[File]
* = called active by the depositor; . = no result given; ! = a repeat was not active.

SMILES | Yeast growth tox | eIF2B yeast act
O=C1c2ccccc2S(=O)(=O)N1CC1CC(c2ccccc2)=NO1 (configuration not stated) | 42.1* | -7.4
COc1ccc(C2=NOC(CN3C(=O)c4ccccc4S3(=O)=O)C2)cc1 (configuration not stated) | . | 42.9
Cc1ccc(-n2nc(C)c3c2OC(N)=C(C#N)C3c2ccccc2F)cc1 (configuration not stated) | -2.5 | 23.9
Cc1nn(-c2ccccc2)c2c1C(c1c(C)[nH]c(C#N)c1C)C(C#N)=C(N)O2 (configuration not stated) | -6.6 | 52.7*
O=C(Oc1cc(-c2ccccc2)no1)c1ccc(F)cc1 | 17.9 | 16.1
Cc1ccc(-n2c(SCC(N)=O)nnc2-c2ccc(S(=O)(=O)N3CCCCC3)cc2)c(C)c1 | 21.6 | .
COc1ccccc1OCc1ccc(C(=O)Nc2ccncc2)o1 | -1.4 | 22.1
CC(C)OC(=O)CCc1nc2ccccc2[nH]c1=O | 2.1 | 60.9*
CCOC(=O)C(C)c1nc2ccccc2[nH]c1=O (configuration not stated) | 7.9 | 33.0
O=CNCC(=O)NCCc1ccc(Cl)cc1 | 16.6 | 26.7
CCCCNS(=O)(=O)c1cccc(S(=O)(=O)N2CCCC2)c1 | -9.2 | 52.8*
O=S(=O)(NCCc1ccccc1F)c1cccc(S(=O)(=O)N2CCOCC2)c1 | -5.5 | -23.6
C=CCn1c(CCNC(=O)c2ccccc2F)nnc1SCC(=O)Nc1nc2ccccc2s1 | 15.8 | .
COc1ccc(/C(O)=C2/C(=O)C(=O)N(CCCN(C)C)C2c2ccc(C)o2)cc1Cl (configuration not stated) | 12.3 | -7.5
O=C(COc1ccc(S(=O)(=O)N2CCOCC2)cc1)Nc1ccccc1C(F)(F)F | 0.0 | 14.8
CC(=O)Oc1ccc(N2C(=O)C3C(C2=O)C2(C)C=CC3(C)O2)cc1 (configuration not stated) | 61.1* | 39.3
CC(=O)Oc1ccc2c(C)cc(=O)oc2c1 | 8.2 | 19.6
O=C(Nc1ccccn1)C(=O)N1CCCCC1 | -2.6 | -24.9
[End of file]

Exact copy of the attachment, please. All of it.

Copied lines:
* = called active by the depositor; . = no result given; ! = a repeat was not active.

SMILES | Yeast growth tox | eIF2B yeast act
O=C1c2ccccc2S(=O)(=O)N1CC1CC(c2ccccc2)=NO1 (configuration not stated) | 42.1* | -7.4
COc1ccc(C2=NOC(CN3C(=O)c4ccccc4S3(=O)=O)C2)cc1 (configuration not stated) | . | 42.9
Cc1ccc(-n2nc(C)c3c2OC(N)=C(C#N)C3c2ccccc2F)cc1 (configuration not stated) | -2.5 | 23.9
Cc1nn(-c2ccccc2)c2c1C(c1c(C)[nH]c(C#N)c1C)C(C#N)=C(N)O2 (configuration not stated) | -6.6 | 52.7*
O=C(Oc1cc(-c2ccccc2)no1)c1ccc(F)cc1 | 17.9 | 16.1
Cc1ccc(-n2c(SCC(N)=O)nnc2-c2ccc(S(=O)(=O)N3CCCCC3)cc2)c(C)c1 | 21.6 | .
COc1ccccc1OCc1ccc(C(=O)Nc2ccncc2)o1 | -1.4 | 22.1
CC(C)OC(=O)CCc1nc2ccccc2[nH]c1=O | 2.1 | 60.9*
CCOC(=O)C(C)c1nc2ccccc2[nH]c1=O (configuration not stated) | 7.9 | 33.0
O=CNCC(=O)NCCc1ccc(Cl)cc1 | 16.6 | 26.7
CCCCNS(=O)(=O)c1cccc(S(=O)(=O)N2CCCC2)c1 | -9.2 | 52.8*
O=S(=O)(NCCc1ccccc1F)c1cccc(S(=O)(=O)N2CCOCC2)c1 | -5.5 | -23.6
C=CCn1c(CCNC(=O)c2ccccc2F)nnc1SCC(=O)Nc1nc2ccccc2s1 | 15.8 | .
COc1ccc(/C(O)=C2/C(=O)C(=O)N(CCCN(C)C)C2c2ccc(C)o2)cc1Cl (configuration not stated) | 12.3 | -7.5
O=C(COc1ccc(S(=O)(=O)N2CCOCC2)cc1)Nc1ccccc1C(F)(F)F | 0.0 | 14.8
CC(=O)Oc1ccc(N2C(=O)C3C(C2=O)C2(C)C=CC3(C)O2)cc1 (configuration not stated) | 61.1* | 39.3
CC(=O)Oc1ccc2c(C)cc(=O)oc2c1 | 8.2 | 19.6
O=C(Nc1ccccn1)C(=O)N1CCCCC1 | -2.6 | -24.9